No Fuss, Low-Cost Options for Fabricators Highlighted at Vitrum
October 27, 2011

By Megan Headley

Given the state of the economy, it might not be surprising that a number of manufacturers have introduced lower-cost machines at this year's Vitrum.

The 17th biannual Vitrum is taking place this week at the Rho Fiera Milano in Milan, Italy. Hegla of Germany is among those companies focusing on entry into new fabrication markets at more cost-efficient levels, and has begun offering a cost-effective cutting line. At the glasstec 2010 event, the company launched its Galactic float glass cutting table, which features an electro-magnetic linear drive and a high precision non-contact positioning system.

"We've rearranged the Galactic line a bit," explained Hegla representative Joachim Knoll. That means there is now a basic version available, and the option introduced last fall, which is able to work at a rate of up to 13 meters per second, is now marketed as Galactic Plus. 

Other machinery manufacturers, however, are not following the low-cost trend.

"The problem in the United States is not the price, because they pay," said Francesco Nicotera of KeraGlass in Italy. What U.S. customers seek is "excellence." Nicotera said he's found that U.S. customers want to see machinery in action before considering a purchase. "They want to see every screw, everything," he joked.

KeraGlass, which offers customizable tempering and laminated lines, was founded in 1994 and tried shortly thereafter to break into the U.S. market. "We left the U.S. for a couple years," Nicoterra said, but the company is now considering the possibility of opening a rep office in California, as they are seeing growth and demand in the American West and Southwest, and now have knowledge of how to serve these "demanding" customers. He noted that U.S. fabricators want a technician available the second they run into a problem, and expect immediate customer assistance, which his company is only too happy to provide.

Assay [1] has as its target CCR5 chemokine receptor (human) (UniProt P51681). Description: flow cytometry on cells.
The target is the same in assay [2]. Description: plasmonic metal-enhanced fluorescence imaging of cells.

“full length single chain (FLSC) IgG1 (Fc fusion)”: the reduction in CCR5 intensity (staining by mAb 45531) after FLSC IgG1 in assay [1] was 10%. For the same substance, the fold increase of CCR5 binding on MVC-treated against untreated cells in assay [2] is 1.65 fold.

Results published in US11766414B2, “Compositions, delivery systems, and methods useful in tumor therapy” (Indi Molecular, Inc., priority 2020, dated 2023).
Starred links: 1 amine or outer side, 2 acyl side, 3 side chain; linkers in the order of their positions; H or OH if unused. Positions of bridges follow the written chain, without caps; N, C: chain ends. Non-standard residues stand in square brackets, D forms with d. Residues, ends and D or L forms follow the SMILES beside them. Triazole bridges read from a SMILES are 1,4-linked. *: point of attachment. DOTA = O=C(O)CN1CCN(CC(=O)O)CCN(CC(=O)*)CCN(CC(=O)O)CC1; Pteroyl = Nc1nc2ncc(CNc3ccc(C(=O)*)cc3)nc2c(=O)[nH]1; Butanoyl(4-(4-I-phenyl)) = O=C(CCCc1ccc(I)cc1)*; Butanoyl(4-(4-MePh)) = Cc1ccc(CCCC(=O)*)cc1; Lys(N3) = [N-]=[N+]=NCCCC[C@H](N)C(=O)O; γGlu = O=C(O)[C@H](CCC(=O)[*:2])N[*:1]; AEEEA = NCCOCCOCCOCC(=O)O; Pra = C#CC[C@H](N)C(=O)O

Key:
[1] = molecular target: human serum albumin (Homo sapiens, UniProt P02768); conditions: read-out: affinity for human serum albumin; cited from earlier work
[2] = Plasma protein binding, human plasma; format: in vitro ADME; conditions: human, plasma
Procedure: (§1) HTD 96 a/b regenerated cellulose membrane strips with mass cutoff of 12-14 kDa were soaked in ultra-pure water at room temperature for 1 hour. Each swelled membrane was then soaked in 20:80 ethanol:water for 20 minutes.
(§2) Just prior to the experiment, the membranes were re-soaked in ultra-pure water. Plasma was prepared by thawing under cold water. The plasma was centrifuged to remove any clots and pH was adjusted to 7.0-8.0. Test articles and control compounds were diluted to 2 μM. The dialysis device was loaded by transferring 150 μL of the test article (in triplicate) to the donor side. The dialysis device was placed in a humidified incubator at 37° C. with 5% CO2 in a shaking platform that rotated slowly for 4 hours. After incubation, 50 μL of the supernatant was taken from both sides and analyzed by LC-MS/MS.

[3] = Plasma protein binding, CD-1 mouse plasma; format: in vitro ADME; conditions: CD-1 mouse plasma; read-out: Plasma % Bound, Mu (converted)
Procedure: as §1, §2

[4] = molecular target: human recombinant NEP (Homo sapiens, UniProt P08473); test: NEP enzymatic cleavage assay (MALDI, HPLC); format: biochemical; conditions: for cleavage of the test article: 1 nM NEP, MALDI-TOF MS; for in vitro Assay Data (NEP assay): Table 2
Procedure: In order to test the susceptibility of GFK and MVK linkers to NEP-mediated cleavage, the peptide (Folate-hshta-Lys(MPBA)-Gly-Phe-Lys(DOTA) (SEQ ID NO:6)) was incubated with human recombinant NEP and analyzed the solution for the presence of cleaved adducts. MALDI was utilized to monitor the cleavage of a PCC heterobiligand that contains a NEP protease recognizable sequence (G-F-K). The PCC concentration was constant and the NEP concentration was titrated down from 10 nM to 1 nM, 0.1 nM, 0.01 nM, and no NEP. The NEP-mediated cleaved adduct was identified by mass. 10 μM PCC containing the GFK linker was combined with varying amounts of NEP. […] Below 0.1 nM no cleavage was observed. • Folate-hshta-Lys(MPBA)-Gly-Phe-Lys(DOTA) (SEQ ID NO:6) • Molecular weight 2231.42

Glaston in Finland is offering a little of both of these options with its many launches at this year's Vitrum.

While its new Hiyon series of straight line edgers might not be for entry level fabricators, per se, the machine's use a very basic operating system that "means the customer does not need anymore the highly skilled operators," as Marino Ferrarese, director of the pre-processing product line, explained. The XtraEdge, double-edger, first in the series, has amped up automation but reduced control panels - down to one, which can be operated remotely via tablet or iPad - every function except for "start."

 While the machinery offerings are geared for simple automation, the company also has launched a number of service plans intended to improve the customer's experience.

"We wanted to make ourselves more valuable to the daily operations of a glass company," said Arto Metsanen, chief executive officer. "If something's broken down - you're late. The customer has already lost valuable time that he won't get back."

The company is focusing on preventive maintenance, beginning with its Warranty5 for these pre-processing lines. The warranty goes beyond the standard one year guarantee, and requires that the machinery owner purchase parts from Glaston and follow the company's maintenance program. It "shows we believe in our machines, we believe in our products," Metsanen said.

Vitrum continues through Saturday. Stay tuned to all this week for more news on the machinery being spotlighted here in Milan.

This story is an original story by USGlass magazine/USGNN™. Subscribe to USGlass magazine.
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